“I have nothing Kosher on Bubby’s menu,” Silver tells me. “I go through 1,100 pounds of bacon a week. In the kitchen we use lard to make the crust for our pies.” In his spare time, he’s revising Bubby’s Brunch Cookbook. In the new edition, he will urge chefs to convert from butter and vegetable oils to lard. “They won’t be sorry,” he says. “You can taste the difference. Pies are better with lard.”

At Bubby’s, Silver aims, not for culinary orthodoxy, but for culinary diversity. This year for St. Patrick’s Day, the restaurant served corned beef and cabbage, and for Passover, that old stand-by, matzo brei. Every day, the wait staff serves an honor roll of comfort foods: buttermilk biscuits with jam, mac ‘n’ cheese, meatloaf, fried chicken and apple pie.

“Some people might call me a bad Jew,” Silver says. “Thinking back to Hebrew school, I remember I was always getting into trouble, breaking the rules and causing grief for my mother. But it was non-malicious mischief. Over the years, Judaism has given me a sense of cultural identity.”  Silver feels much the same about cannabis. It has helped to make him into the man he is today. After all, as someone observed centuries ago, we are what we eat.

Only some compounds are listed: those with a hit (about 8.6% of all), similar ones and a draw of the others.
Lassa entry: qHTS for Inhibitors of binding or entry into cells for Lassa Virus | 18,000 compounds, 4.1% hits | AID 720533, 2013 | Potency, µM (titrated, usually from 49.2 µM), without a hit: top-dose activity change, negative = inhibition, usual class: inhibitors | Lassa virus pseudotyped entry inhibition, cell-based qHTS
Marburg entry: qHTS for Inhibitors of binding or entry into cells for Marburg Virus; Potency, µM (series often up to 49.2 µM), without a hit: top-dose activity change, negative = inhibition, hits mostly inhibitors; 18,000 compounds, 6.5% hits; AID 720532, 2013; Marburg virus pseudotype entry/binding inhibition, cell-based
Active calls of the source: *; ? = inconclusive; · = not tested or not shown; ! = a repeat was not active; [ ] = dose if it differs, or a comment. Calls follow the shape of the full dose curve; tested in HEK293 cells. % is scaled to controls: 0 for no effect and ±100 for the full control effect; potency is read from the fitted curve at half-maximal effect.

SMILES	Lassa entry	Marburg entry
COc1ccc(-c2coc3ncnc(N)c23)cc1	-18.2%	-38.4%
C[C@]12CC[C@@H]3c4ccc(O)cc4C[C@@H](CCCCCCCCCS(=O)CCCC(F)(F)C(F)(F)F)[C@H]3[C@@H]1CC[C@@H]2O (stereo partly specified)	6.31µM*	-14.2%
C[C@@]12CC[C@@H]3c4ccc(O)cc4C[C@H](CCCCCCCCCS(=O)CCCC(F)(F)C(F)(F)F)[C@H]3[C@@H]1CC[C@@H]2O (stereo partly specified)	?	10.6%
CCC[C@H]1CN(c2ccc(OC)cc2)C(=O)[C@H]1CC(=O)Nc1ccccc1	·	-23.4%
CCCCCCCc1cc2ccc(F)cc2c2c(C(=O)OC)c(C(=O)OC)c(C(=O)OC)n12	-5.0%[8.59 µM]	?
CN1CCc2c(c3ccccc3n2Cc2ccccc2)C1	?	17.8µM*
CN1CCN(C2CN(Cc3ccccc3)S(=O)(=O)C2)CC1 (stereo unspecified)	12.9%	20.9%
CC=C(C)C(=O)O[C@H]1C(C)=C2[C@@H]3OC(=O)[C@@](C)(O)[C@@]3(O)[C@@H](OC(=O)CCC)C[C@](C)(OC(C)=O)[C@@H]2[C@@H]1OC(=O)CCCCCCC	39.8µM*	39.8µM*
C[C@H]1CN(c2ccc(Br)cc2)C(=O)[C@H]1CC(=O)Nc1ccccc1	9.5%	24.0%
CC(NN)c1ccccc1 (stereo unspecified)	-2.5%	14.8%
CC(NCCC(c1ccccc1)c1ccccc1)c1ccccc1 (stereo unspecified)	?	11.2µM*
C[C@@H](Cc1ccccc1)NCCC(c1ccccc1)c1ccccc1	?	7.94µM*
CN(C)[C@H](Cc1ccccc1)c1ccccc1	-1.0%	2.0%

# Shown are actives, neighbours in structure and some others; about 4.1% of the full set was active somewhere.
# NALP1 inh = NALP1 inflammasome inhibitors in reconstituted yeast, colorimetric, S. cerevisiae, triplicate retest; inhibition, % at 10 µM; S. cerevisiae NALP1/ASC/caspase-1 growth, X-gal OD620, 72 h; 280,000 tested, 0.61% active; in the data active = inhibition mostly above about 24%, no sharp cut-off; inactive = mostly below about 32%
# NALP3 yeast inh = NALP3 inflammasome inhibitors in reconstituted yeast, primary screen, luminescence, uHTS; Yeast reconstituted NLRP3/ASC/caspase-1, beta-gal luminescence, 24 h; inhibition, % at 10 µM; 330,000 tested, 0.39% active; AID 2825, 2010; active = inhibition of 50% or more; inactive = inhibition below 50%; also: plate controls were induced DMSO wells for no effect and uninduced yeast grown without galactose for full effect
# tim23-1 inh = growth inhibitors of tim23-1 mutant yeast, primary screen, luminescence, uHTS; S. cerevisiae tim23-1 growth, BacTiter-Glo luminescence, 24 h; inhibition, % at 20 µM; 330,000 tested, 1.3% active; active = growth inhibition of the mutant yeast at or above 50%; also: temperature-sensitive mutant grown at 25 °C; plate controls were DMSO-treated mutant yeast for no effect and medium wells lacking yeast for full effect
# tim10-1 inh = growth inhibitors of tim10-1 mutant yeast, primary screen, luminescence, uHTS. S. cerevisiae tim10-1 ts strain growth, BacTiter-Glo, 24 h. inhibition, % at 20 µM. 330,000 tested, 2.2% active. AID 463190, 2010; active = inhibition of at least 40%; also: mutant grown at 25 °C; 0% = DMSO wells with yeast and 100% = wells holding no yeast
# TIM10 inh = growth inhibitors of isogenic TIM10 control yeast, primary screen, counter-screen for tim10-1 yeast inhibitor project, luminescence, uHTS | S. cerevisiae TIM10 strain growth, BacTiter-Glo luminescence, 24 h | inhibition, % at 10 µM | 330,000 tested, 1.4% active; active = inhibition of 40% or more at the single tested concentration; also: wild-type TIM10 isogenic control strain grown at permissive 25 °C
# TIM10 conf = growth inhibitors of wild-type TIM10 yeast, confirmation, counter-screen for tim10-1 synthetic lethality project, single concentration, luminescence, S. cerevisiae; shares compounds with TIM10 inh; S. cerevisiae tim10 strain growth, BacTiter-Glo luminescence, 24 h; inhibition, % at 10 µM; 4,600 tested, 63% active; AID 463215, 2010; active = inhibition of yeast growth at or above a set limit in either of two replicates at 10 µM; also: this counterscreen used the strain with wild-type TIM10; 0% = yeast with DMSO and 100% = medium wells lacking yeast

Earlier this year. the Society for Humanistic Judaism, which is based in Farmington Hill, Michigan—hardly a center for the consumption and cultivation of cannabis—adopted a resolution for “full legalization” of marijuana in the U.S. The resolution states, “all laws making the production, sale, trade, possession, and use of cannabis a criminal offense—for any reason, including recreational—should be immediately repealed.”  Silver has been acting under the assumption that it’s legal for a long time.

While he can be a wisenheimer, he’s not a wise guy of the kind Martin Scorsese depicts in movies like Goodfellas and The Irishman. If Scorsese were to make a movie about Silver and his love of cannabis and food, he might call it “Mensch,” or perhaps “The Man with the Yiddish Cup.”  Richard Nixon is surely shaking his fist and threatening to close down Bubby’s, lock up Silver and throw away the keys.

(Jonah Raskin is the author of For The Hell of It: The Life and Times of Abbie Hoffman and American Scream: Allen Ginsberg’s ‘Howl’ and the Making of the Beat Generation.)

* * *

GEORGE CARLIN SPEECH at the National Press Club (May 13, 1999)


  1. Marmon March 30, 2021


    I used to drive that stretch of 199 twice a day for over 5 years. When the wind is blowing the rain sideways it was real spooky. I was always looking up into the trees to make sure something didn’t fall on me. I remember making two different calls to CalTrans to report trees I though were going to fall. My daughter, who still lives in that area drives that stretch several times a week to visit her mother, posted a gofundme page for the couple’s 5 children who are now without their parents. Here it is if anyone is interested in contributing.


    • Harvey Reading March 30, 2021